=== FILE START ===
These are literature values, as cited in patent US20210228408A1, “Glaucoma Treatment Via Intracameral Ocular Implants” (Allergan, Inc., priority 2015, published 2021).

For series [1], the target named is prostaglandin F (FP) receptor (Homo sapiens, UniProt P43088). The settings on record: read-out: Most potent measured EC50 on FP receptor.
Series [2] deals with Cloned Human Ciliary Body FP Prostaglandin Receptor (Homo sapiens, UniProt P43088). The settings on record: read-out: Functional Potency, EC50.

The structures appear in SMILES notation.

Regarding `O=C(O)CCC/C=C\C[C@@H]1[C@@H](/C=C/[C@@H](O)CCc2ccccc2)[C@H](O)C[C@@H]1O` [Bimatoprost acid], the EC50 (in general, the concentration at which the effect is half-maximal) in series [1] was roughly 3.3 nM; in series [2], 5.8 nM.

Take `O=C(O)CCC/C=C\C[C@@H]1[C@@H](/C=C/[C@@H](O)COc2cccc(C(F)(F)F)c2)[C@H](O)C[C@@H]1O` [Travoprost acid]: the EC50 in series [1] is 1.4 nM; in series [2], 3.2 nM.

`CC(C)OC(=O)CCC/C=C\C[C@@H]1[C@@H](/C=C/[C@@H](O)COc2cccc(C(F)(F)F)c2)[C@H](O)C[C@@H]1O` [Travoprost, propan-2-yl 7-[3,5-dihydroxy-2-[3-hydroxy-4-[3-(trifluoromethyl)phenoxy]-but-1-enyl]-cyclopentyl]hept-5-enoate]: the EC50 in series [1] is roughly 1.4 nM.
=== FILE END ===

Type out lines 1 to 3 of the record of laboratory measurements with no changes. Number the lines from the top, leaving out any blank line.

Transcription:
These are literature values, as cited in patent US20210228408A1, “Glaucoma Treatment Via Intracameral Ocular Implants” (Allergan, Inc., priority 2015, published 2021).

For series [1], the target named is prostaglandin F (FP) receptor (Homo sapiens, UniProt P43088). The settings on record: read-out: Most potent measured EC50 on FP receptor.
Series [2] deals with Cloned Human Ciliary Body FP Prostaglandin Receptor (Homo sapiens, UniProt P43088). The settings on record: read-out: Functional Potency, EC50.